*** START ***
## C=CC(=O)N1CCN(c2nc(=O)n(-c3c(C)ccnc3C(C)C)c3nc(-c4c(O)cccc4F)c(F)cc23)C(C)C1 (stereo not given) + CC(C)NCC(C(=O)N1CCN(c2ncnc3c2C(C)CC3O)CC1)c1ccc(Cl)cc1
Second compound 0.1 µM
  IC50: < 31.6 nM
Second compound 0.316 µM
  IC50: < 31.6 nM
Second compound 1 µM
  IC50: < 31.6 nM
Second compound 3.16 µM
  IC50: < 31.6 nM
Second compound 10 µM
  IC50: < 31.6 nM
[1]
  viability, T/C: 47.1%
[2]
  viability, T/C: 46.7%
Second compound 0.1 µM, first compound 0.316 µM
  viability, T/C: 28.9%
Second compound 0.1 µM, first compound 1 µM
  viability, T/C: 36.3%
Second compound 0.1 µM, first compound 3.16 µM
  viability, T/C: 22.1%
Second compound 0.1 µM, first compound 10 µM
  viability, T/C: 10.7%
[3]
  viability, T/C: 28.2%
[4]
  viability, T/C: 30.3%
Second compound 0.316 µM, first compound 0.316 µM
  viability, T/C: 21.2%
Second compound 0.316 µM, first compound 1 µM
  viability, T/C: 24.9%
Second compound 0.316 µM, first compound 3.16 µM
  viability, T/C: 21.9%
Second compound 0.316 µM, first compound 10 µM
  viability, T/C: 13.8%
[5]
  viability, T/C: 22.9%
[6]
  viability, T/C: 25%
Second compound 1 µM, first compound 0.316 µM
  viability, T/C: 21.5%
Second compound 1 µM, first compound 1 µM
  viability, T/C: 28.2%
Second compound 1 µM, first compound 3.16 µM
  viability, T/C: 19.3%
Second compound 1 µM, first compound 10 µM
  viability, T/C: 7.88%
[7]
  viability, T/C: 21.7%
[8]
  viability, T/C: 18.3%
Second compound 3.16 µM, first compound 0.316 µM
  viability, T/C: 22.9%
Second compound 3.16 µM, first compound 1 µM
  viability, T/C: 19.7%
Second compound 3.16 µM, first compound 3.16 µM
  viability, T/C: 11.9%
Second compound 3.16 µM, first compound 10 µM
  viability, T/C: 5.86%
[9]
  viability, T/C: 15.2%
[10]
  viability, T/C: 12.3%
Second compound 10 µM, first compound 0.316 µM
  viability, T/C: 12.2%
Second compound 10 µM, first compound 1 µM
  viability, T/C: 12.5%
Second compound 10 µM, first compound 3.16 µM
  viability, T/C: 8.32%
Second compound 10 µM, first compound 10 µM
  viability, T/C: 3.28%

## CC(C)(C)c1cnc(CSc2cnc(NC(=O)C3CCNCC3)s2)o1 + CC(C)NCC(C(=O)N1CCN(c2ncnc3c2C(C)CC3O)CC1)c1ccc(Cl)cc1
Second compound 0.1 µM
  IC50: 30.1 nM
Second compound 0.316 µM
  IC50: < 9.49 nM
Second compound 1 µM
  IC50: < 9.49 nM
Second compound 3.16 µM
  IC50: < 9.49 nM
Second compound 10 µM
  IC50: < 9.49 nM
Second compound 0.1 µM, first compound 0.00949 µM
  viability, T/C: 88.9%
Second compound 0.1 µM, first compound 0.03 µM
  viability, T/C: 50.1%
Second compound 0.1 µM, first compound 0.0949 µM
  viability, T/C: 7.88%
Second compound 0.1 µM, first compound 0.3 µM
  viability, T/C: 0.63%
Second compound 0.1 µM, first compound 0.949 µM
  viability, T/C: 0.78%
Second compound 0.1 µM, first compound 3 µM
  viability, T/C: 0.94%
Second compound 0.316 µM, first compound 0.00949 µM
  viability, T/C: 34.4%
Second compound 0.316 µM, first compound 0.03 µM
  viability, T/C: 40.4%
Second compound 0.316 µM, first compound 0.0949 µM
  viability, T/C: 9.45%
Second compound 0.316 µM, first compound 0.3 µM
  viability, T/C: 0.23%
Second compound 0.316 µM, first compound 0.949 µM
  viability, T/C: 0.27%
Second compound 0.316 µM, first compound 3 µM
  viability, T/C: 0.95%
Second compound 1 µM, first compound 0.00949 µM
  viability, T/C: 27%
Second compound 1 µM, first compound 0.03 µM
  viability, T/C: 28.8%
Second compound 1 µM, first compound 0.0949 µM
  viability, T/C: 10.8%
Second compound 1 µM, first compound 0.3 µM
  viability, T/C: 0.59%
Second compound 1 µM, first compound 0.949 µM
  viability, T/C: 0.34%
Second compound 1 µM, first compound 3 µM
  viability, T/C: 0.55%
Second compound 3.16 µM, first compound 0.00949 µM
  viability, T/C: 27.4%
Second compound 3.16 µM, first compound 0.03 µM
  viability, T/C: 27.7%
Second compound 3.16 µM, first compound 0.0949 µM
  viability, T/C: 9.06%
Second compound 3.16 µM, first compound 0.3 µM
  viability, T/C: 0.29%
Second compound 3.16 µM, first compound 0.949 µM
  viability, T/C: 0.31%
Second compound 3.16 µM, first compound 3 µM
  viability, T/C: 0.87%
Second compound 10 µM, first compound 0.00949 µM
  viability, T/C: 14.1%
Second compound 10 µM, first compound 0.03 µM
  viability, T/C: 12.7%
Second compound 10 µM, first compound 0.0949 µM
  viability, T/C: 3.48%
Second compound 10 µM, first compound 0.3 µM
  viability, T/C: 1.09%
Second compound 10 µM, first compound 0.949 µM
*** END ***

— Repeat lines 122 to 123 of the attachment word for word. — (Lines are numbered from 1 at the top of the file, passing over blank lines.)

  viability, T/C: 27.7%
Second compound 3.16 µM, first compound 0.0949 µM